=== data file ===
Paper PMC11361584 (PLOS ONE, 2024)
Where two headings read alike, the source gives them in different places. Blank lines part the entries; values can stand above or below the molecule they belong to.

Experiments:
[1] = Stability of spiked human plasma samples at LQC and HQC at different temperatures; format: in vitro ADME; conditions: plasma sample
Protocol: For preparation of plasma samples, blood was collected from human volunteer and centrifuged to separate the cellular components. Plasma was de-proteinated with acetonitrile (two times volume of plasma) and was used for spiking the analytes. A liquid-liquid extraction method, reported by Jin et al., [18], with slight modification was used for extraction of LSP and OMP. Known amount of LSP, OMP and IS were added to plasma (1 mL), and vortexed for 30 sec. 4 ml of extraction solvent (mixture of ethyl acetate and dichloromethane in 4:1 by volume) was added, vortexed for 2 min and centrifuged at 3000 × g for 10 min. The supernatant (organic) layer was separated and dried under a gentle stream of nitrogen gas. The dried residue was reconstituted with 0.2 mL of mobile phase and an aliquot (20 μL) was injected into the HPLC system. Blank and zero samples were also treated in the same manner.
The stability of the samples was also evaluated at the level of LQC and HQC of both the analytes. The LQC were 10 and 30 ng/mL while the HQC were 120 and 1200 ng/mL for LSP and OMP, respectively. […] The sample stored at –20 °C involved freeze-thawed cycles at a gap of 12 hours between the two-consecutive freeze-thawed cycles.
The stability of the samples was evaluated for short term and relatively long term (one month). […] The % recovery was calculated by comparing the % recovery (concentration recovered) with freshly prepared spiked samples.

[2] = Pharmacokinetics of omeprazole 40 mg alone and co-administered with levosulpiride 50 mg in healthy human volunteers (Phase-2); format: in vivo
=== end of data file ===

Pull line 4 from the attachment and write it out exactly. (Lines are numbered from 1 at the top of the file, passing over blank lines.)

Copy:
[1] = Stability of spiked human plasma samples at LQC and HQC at different temperatures; format: in vitro ADME; conditions: plasma sample